- APIC 1 and APIC 2 start communication and form a cluster. At this point, switches are aware of new APIC’s TEP IP via IS-IS from the leaf directly attached to the new APIC.
- Database sync is performed between APICs at this stage and each APIC will become Fully-Fit status once it’s fully synchronized.
- Repeat Steps 2 and 3 for APIC 3.
The AV on each node (both switches and APICs) can be checked via acidiag avread command:
admin@apic1:~> acidiag avread Local appliance ID=1 ADDRESS=10.0.0.1 TEP ADDRESS=10.0.0.0/16 ROUTABLE IP ADDRESS=0.0.0.0 CHASSIS_ID=65b3e3d2-acb6-11e9-b3dd-f3bf116a1fd1 Cluster of 3 lm(t):3(zeroTime) appliances (out of targeted 3 lm(t):3(2019-07-22T19:28:40.965+00:00)) with FABRIC_DOMAIN name=Fabric1 set to version=4.1(1l) lm(t):1(2019-07-22T19:28:42.670+00:00); discoveryMode=PERMISSIVE lm(t):0(zeroTime); drrMode=OFF lm(t):0(zeroTime) appliance id=1 address=10.0.0.1 lm(t):1(2019-07-22T19:27:14.250+00:00) tep address=10.0.0.0/16 lm(t):1(2019-07-22T19:27:14.250+00:00) routable address=0.0.0.0 lm(t):1(zeroTime) oob address=192.168.11.1/24 lm(t):1(2019-07-22T19:27:19.635+00:00) version=4.1(1l) lm(t):1(2019-07-22T19:27:19.973+00:00) chassisId=65b3e3d2-acb6-11e9-b3dd-f3bf116a1fd1 lm(t):1(2019-07-22T19:27:19.973+00:00) <...>
<...> appliance id=2 address=10.0.0.2 lm(t):2(2019-07-22T19:38:11.342+00:00) tep address=10.0.0.0/16 lm(t):2(2019-07-22T19:38:11.342+00:00) routable address=0.0.0.0 lm(t):2(zeroTime) oob address=192.168.11.2/24 lm(t):2(2019-07-22T19:38:16.835+00:00) version=4.1(1l) lm(t):2(2019-07-22T19:38:17.024+00:00) chassisId=f56e0130-53db-11e4-ba9f-83158a2b73fa lm(t):2(2019-07-22T19:38:17.024+00:00) <...> appliance id=3 address=10.0.0.3 lm(t):3(2019-07-22T19:38:57.764+00:00) tep address=10.0.0.0/16 lm(t):3(2019-07-22T19:38:57.764+00:00) routable address=0.0.0.0 lm(t):3(zeroTime) oob address=192.168.11.3/24 lm(t):3(2019-07-22T19:38:58.767+00:00) version=4.1(1l) lm(t):3(2019-07-22T19:38:59.231+00:00) chassisId=f56e0130-53db-11e4-ba9f-83158a2b73fa lm(t):3(2019-07-22T19:38:59.231+00:00) <...> --------------------------------------------- clusterTime=<diff=0 common=2019-09-24T09:23:27.462+00:00 local=2019-09-24T09:23:27.462+00:00 pF=<displForm=0 offsSt=0 offsVlu=0 lm(t):3(2019-07-22T19:28:40.967+00:00)>>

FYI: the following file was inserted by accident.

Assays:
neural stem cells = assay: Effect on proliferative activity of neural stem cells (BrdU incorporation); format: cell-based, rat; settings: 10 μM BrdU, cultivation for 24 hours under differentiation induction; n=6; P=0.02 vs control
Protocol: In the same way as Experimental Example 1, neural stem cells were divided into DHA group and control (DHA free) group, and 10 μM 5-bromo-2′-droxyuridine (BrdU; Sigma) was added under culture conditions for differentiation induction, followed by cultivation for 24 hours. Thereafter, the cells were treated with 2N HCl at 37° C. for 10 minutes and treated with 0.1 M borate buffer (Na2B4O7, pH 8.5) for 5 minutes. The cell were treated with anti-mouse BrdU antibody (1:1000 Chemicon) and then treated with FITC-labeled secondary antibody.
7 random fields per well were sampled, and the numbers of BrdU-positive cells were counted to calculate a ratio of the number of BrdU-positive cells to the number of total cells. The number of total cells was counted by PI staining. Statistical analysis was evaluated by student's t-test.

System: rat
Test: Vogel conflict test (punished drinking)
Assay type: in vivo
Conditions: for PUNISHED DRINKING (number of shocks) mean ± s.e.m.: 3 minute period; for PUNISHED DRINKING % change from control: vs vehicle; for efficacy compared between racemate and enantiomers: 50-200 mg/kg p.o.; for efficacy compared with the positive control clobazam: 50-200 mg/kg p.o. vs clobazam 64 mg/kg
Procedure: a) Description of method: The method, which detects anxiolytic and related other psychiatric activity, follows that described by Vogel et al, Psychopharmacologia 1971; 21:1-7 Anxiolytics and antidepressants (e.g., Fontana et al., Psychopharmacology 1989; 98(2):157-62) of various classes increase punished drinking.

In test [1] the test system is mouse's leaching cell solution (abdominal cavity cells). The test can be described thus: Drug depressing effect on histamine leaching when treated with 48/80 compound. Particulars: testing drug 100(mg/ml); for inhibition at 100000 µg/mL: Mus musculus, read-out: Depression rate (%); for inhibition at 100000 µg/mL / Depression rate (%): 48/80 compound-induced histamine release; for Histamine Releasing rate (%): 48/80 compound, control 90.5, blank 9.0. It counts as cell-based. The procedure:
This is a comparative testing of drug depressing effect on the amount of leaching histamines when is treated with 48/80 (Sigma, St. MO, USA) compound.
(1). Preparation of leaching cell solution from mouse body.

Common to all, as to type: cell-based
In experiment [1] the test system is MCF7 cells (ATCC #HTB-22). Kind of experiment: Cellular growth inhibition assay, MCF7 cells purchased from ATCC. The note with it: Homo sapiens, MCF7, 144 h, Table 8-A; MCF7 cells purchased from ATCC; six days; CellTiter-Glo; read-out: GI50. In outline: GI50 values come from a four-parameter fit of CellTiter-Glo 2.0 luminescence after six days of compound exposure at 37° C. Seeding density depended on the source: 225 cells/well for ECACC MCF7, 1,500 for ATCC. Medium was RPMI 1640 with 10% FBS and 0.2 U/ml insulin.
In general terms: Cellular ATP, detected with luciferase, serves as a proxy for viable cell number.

The same information can also be verified using the ACI GUI:
Registering a Switch as a Fabric Node Member
Cisco APIC automatically discovers all spine and leaf switches. However, you need to manually register those switches as fabric node members in order for them to participate in the Cisco ACI fabric.
Get into the GUI of one of the APICs, and go to Fabric > Inventory > Fabric Membership folder. From this view, you are presented with a view of your registered fabric nodes. Click on the Nodes Pending Registration tab in the work pane and you should see your first leaf switch waiting for registration. Note that it would be one of the leaf switches that the APIC is directly connected to.
To register the first node, click on the first row, then from the Actions menu (Tool Icon) select Register.
For each node, you need to enter node ID, node name, and pod ID. You should use node ID numbers greater than 101, because Cisco APIC cluster nodes use ID numbers between 1 and 100. Use ID numbers in a continuous range that is different for leaf and spine nodes to make configurations more readable. It is a common practice for leaf switches in Pod 1 to be assigned node IDs 1xx, spine switches in Pod 1 IDs 10xx, leaf switches in Pod 2 IDs 2xx, spine switches in Pod 2 IDs 20xx, etc. You can implement your own scheme to accommodate your own numbering convention or larger fabrics.
After the registration details have been submitted, the entry for this leaf will move from the Nodes Pending Registration tab to the Registered Nodes tab under Fabric Membership. The node takes 3–4 mins to complete the discovery which includes the DHCP and basic policy exchange. During the process, you will notice that a TEP address is assigned. The address is pulled from the available address in your Infra TEP pool.
After the first leaf has been discovered and moved to an active state, it will then discover every spine switch that it is connected to. Because each leaf switch connects to every spine switch, after the first spine completes the discovery process, you should see all the remaining leaf switches that are pending registration. Then go ahead and register all the remaining nodes and wait for all switches to transition to an active state.
You may use the
acidiag fnvread Cisco APIC shell command to verify the state and role of a node. Fabric inventory includes all nodes, interfaces, and fabric member node state information.